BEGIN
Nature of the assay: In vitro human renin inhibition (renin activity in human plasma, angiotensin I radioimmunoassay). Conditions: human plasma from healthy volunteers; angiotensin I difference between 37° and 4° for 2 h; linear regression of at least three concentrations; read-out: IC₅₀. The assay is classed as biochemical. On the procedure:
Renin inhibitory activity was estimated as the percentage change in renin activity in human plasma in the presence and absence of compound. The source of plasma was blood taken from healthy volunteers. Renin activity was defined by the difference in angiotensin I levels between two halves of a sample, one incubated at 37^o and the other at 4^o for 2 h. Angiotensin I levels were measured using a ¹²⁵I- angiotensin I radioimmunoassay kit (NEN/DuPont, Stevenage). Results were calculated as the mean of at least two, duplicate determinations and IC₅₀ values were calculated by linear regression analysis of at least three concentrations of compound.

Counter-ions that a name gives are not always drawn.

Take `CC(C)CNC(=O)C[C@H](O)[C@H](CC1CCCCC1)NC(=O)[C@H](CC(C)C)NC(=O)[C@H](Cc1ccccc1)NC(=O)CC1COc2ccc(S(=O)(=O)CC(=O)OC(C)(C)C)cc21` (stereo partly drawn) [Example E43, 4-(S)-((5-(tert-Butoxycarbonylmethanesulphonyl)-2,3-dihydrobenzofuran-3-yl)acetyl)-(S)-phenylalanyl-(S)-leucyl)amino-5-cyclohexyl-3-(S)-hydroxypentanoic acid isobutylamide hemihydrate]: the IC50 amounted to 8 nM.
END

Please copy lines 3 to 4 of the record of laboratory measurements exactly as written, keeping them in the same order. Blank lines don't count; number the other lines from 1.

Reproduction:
Counter-ions that a name gives are not always drawn.

Take `CC(C)CNC(=O)C[C@H](O)[C@H](CC1CCCCC1)NC(=O)[C@H](CC(C)C)NC(=O)[C@H](Cc1ccccc1)NC(=O)CC1COc2ccc(S(=O)(=O)CC(=O)OC(C)(C)C)cc21` (stereo partly drawn) [Example E43, 4-(S)-((5-(tert-Butoxycarbonylmethanesulphonyl)-2,3-dihydrobenzofuran-3-yl)acetyl)-(S)-phenylalanyl-(S)-leucyl)amino-5-cyclohexyl-3-(S)-hydroxypentanoic acid isobutylamide hemihydrate]: the IC50 amounted to 8 nM.